[amazon_link asins=’B0746XNZJM’ template=’ProductAd’ store=’moviegazett03-20′ marketplace=’US’ link_id=’df3381b6-a94d-11e7-adbb-03c3c4e10860′]A minimalistic story of love, loss, and our need to endure, A Ghost Story stars Casey Affleck (Manchester by the Sea) and Rooney Mara (Carol) as a young couple, known only by the initials “C” and “M,” very much in love, but working through a rough patch in their marriage. During this time, When C is unexpectedly killed in a car accident (literally at the entrance to the couple’s driveway). At the morgue, C rises again, clad in a white sheet covering his entire frame with the exception of two crude eye holes. He quickly goes back to his home, and his wife, M.

The less you know about A Ghost Story going in, the better. That said, in truth, there’s not a whole lot of a plot to spoil. Most of A Ghost Story’s narrative is a bleak kind of voyeurism–C standing in the corner clad in a sheet, as his wife copes with her grief and tries to rebuild her life. Even after M decides to move away from their house, C remains, haunting the new families that move in, unable to just let go…

The fourth film for director David Lowery, A Ghost Story reunites him with Casey Affleck and Rooney Mara, who starred in his acclaimed second feature Ain’t Them Bodies Saints released in 2013. Like Saints, Lowery employs a slow, almost painful pacing. Everything almost seems as if it’s moving in slow motion. This is one of those films that could easily be seen as a gimmick, but Lowery keeps things grounded in a reality that is hard to ignore. There are minimal flashbacks, but there’s one key moment–M listening to a new composition by her husband–that brings a whole new dimension to the emotional story.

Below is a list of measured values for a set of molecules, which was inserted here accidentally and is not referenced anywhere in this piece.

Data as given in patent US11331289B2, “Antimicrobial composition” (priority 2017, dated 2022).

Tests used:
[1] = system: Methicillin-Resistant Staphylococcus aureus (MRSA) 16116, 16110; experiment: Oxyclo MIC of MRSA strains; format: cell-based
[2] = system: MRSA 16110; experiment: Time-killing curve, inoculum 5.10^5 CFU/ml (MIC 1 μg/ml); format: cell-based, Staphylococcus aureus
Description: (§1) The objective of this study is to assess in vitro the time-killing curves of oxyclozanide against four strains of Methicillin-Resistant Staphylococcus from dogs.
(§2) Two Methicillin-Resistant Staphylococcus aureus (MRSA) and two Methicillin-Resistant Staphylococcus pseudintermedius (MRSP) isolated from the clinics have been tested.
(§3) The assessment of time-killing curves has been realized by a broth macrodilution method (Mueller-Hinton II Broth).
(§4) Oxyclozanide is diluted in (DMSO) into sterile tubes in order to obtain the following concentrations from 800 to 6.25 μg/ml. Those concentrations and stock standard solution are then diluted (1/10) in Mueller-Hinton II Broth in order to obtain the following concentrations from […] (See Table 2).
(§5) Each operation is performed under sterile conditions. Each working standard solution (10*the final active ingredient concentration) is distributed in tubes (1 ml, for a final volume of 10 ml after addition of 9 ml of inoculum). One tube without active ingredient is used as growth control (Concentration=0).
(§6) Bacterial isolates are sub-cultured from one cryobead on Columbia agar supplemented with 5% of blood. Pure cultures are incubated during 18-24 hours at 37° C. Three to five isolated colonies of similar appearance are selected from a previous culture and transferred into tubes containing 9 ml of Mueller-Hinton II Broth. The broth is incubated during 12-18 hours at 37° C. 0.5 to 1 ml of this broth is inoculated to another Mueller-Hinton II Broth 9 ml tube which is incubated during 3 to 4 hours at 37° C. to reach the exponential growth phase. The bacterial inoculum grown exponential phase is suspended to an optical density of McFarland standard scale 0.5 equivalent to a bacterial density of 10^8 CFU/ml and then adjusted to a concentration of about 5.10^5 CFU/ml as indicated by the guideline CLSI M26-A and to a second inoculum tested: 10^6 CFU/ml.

Rooney Mara is in top form here. Her grief is obvious, yet low key. The camera captures her face in various close-ups, signs of grief in her eyes, pain in her facial movements. There’s one devastating four-minute shot where she eats an entire chocolate pie, wanting something, anything to take away the agony of her grief. Powerful stuff.

Presented in the odd framing choice of 1.33:1, it’s made even less conventional given the use of rounded corners around the image. That aside, this 1080p transfer is quite satisfactory. Sharpness is quite good, with only a few soft spots throughout. Most of the film has a nice level of clarity, and accuracy. Print flaws aren’t an issue. Colors are adequate throughout, providing the vivid appearance you would expect from a new title. Blacks are dialed in appropriately, and shadows looked fine.

The DTS-HD MA 5.1 soundtrack isn’t particularly ambitious, but does the job. Given the long stretches without dialogue, the music by Daniel Hart is used to great effect here, emphasizing the emotional rollercoaster of C, and M. Overall, audio quality satisfies, creating the necessary atmosphere, clean, concise, dialogue, and minimal punch on the rare occasion it’s called for.

English SDH, and Spanish subtitles are included.

The following extras are available:

  • Audio Commentary with Director David Lowery, Cinematographer Andrew Droz Palermo, Production Designer Jade Healey, and Composer Daniel Hart: All four sit together for this running, screen-specific commentary that covers the cast, production details, script, and more.
  • A Ghost Story and the Inevitable Passing of Time (HD, 30:20) Various cast, and crew discuss the development of the project, casting, costumes, production, etc. while some information from the commentary is repeated, there is a lot here for fans of the film.
  • A Composer’s Story (HD, 4:37) A brief interview with composer Daniel Hart about his music.
  • Deleted Scene (HD, 5:56) Comes with a disclaimer that it hasn’t been color corrected or had its sound mixed.
  • UltraViolet.